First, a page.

2. Everyone must submit proof of a negative COVID19 test, performed no more than 1 day prior to the retreat. A picture of a home test kit result will suffice.
3. We will require symptom checks in the days leading up to the retreat. Persons with symptoms of infectious diseases (e.g., Covid, colds, flu) that are not otherwise explained (e.g., known allergies) may not attend.
4. We will practice good hygiene.

COVID has been very challenging for many people in many different ways. One of the ways it is challenging is figuring out what risks we are each comfortable taking. We can’t eliminate the risk of COVID transmission on our retreats. People spend a lot of time inside in a common room with people outside their own household on the retreats. This is a situation where wearing a mask may be advisable. But because the retreats are at high altitude (over 11,000′ for the huts, and over 8,000′ for the YMCA) we aren’t going to require people to wear masks on the retreats — we think it will just be too hard to breathe for many people. Instead, we will rely on the other measures above. You certainly may choose to wear a mask.

Reasons why you might consider not attending a hut retreat:
1) If you are concerned about the low, but not zero level of risk of contracting COVID19.
2) If you are currently in treatment for cancer, or recently out of treatment and still have a suppressed immune system.
3) Please consult with your health care provider the above information and if they recommend you do not attend.

It’s also worth noting that retreats at the YMCA are likely inherently less risky because of the availability of hot running water, semi-private sleeping arrangements, and electricity to operate fans for ventilation. It’s also easier to wear a mask at the YMCA than at the huts because it’s quite a bit lower elevation.​

What are the accommodations like?

It depends on whether you are going to one of the Tenth Mountain Division cabins, to one of our retreats based at one of the YMCA locations, or the couple’s retreat in Breckenridge.

The Tenth Mountain Division Huts are beautiful log cabins, but they are rustic. These cabins have wood-burning stoves for heat, propane cooktops, well-equipped kitchens, solar-powered lights, and stunning vistas.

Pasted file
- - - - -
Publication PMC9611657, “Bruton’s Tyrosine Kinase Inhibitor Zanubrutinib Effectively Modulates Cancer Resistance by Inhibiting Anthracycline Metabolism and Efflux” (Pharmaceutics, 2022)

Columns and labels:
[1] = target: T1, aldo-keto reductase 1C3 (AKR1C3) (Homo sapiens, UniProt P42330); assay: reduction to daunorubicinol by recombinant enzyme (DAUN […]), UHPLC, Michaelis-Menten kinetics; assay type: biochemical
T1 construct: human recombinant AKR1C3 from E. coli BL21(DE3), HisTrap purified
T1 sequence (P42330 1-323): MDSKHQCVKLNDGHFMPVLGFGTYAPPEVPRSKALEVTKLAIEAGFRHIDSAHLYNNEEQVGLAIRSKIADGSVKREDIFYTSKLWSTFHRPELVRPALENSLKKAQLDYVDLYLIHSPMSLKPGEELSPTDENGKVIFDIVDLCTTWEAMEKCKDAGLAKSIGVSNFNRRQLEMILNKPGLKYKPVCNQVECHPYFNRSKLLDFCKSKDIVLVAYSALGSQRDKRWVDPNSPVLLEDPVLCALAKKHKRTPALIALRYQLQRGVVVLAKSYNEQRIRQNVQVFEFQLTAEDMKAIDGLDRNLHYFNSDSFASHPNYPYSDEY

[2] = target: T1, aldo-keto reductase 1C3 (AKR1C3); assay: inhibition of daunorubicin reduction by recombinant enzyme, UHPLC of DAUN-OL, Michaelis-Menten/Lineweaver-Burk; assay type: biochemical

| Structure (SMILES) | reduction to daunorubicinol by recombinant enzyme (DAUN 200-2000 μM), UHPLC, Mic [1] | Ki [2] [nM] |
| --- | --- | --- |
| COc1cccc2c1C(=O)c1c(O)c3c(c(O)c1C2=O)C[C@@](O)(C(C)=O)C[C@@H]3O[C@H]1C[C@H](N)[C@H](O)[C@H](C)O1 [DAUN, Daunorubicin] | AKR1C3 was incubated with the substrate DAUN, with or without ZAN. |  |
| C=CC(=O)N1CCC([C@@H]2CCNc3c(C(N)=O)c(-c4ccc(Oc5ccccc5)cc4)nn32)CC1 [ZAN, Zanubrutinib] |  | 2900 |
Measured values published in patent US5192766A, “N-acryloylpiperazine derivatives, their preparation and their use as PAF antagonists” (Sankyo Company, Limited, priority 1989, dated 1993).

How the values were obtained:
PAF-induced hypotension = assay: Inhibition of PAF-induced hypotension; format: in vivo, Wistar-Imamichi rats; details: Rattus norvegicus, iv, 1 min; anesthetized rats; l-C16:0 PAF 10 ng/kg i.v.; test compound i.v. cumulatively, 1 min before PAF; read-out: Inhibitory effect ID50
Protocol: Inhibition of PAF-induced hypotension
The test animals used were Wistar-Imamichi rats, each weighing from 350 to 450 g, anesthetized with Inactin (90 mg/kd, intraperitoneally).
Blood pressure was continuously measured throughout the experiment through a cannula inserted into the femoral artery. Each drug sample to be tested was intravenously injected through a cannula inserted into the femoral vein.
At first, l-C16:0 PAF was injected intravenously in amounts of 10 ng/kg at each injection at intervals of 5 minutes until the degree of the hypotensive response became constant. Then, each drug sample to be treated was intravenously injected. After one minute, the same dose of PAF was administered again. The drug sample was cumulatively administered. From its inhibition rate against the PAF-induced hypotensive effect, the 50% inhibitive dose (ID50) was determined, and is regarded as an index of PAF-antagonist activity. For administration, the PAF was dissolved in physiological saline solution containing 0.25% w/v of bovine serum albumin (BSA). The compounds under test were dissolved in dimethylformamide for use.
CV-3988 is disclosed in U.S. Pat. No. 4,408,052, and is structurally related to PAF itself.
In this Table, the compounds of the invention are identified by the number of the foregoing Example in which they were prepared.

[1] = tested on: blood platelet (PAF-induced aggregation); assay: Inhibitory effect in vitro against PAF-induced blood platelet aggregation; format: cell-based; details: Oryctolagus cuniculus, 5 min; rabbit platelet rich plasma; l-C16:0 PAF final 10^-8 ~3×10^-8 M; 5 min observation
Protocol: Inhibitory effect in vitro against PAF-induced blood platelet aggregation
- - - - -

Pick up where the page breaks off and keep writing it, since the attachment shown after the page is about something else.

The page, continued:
Some things the cabins do NOT have: private bedrooms, running water, electricity. They also do not have flush toilets — they either have indoor composting toilets or outhouses.

Sleeping accommodations vary from cabin to cabin; Uncle Bud’s and Peter Estin have a couple bedrooms that sleep 2-4 people, and a larger area that sleeps up to 10. Francie’s Cabin has 6 bedrooms with 2-4 beds per room. Each bedroom has comfortable foam mattresses and pillows. The cabins sleep 16-20 people. Live By Living appreciates the generosity of the Tenth Mountain Division Hut Association in supporting our use of these huts.

If you want to read more about the cabins, click here, then browse under the “10th Mtn Huts” drop-down menu for the name of the cabin you are interested in.

The accommodations at the YMCA-Estes Park and Snow Mountain Ranch are fully equipped modern cabins and lodge rooms with electricity, showers, etc. We rent a 6-bedroom, 3 bath cabin. Two of these rooms have 2 pairs of bunk beds; 3 have a queen bed and one bunk bed pair, and the sixth room has one queen bed.  Lodge rooms have 2 queen beds and a bathroom. Our trips are based on double occupancy, so you will be staying with the person you came with, or potentially sharing a room with one other person. You can read more about the YMCA here.

The accommodations at YMCA- Camp Shady Brook include bunkhouse-style lodging and shared restrooms.

The couple’s retreat in Breckenridge is in a luxury home just south of town. There are 5 guest bedrooms. Four have their own bath, and the fifth shares one of the other guest bedrooms’ bath.

How difficult are the retreats?

Our retreats vary in difficulty. The trips to the Tenth Mountain Division Huts are challenging, because we hike to these cabins. Most of the hikes are about 4 miles long, with one to two thousand feet of elevation gain. And, the cabins are all above 11,000 feet, so the thin air can also be a challenge. Contact us, and we’ll help you determine whether you’re ready for a trip, and if so, help you choose the trip that’s best for you. We’ll work with you and your physician to assess your level of fitness, and what training you may need to prepare. We strongly encourage you to join us for at least one hike (a hike, not a walk — see the hikes and walks page) before you go on your first retreat. Still, it’s not a race, and with appropriate training, going on one of our Tenth Mountain retreats is a realistic goal for many cancer survivors. And if you’re just not able to hike to the cabin, we can always give you a ride.